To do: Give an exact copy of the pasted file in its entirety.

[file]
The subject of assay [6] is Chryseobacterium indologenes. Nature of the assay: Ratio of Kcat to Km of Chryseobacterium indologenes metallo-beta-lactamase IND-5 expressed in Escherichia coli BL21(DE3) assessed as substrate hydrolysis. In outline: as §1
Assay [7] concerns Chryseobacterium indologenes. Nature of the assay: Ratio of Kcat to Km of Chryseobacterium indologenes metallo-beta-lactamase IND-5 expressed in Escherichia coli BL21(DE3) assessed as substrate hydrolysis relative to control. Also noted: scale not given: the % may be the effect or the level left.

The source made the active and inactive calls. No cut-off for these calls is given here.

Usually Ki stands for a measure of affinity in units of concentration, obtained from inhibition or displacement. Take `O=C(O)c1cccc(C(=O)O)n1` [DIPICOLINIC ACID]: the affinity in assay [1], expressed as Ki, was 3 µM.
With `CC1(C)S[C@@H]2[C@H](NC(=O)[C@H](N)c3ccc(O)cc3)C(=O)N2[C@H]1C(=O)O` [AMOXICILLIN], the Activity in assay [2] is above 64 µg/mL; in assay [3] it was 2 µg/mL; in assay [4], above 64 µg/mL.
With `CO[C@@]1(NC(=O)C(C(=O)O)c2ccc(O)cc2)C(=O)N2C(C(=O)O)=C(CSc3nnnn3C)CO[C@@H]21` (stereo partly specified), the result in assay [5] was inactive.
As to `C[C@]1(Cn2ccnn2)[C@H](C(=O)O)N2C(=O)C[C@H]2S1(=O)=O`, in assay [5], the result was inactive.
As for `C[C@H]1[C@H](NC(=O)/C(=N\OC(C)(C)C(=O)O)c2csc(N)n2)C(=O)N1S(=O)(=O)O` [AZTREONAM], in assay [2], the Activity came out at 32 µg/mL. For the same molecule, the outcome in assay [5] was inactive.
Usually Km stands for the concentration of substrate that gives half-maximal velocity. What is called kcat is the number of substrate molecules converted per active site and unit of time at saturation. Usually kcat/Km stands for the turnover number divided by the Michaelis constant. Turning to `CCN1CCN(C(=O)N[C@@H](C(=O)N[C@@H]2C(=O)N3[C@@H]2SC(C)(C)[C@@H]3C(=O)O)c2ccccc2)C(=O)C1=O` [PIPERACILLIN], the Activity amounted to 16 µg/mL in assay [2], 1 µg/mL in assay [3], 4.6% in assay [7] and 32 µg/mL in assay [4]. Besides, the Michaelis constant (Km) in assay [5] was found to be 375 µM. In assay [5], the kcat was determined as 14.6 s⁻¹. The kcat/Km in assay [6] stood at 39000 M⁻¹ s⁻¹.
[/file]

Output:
The subject of assay [6] is Chryseobacterium indologenes. Nature of the assay: Ratio of Kcat to Km of Chryseobacterium indologenes metallo-beta-lactamase IND-5 expressed in Escherichia coli BL21(DE3) assessed as substrate hydrolysis. In outline: as §1
Assay [7] concerns Chryseobacterium indologenes. Nature of the assay: Ratio of Kcat to Km of Chryseobacterium indologenes metallo-beta-lactamase IND-5 expressed in Escherichia coli BL21(DE3) assessed as substrate hydrolysis relative to control. Also noted: scale not given: the % may be the effect or the level left.

The source made the active and inactive calls. No cut-off for these calls is given here.

Usually Ki stands for a measure of affinity in units of concentration, obtained from inhibition or displacement. Take `O=C(O)c1cccc(C(=O)O)n1` [DIPICOLINIC ACID]: the affinity in assay [1], expressed as Ki, was 3 µM.
With `CC1(C)S[C@@H]2[C@H](NC(=O)[C@H](N)c3ccc(O)cc3)C(=O)N2[C@H]1C(=O)O` [AMOXICILLIN], the Activity in assay [2] is above 64 µg/mL; in assay [3] it was 2 µg/mL; in assay [4], above 64 µg/mL.
With `CO[C@@]1(NC(=O)C(C(=O)O)c2ccc(O)cc2)C(=O)N2C(C(=O)O)=C(CSc3nnnn3C)CO[C@@H]21` (stereo partly specified), the result in assay [5] was inactive.
As to `C[C@]1(Cn2ccnn2)[C@H](C(=O)O)N2C(=O)C[C@H]2S1(=O)=O`, in assay [5], the result was inactive.
As for `C[C@H]1[C@H](NC(=O)/C(=N\OC(C)(C)C(=O)O)c2csc(N)n2)C(=O)N1S(=O)(=O)O` [AZTREONAM], in assay [2], the Activity came out at 32 µg/mL. For the same molecule, the outcome in assay [5] was inactive.
Usually Km stands for the concentration of substrate that gives half-maximal velocity. What is called kcat is the number of substrate molecules converted per active site and unit of time at saturation. Usually kcat/Km stands for the turnover number divided by the Michaelis constant. Turning to `CCN1CCN(C(=O)N[C@@H](C(=O)N[C@@H]2C(=O)N3[C@@H]2SC(C)(C)[C@@H]3C(=O)O)c2ccccc2)C(=O)C1=O` [PIPERACILLIN], the Activity amounted to 16 µg/mL in assay [2], 1 µg/mL in assay [3], 4.6% in assay [7] and 32 µg/mL in assay [4]. Besides, the Michaelis constant (Km) in assay [5] was found to be 375 µM. In assay [5], the kcat was determined as 14.6 s⁻¹. The kcat/Km in assay [6] stood at 39000 M⁻¹ s⁻¹.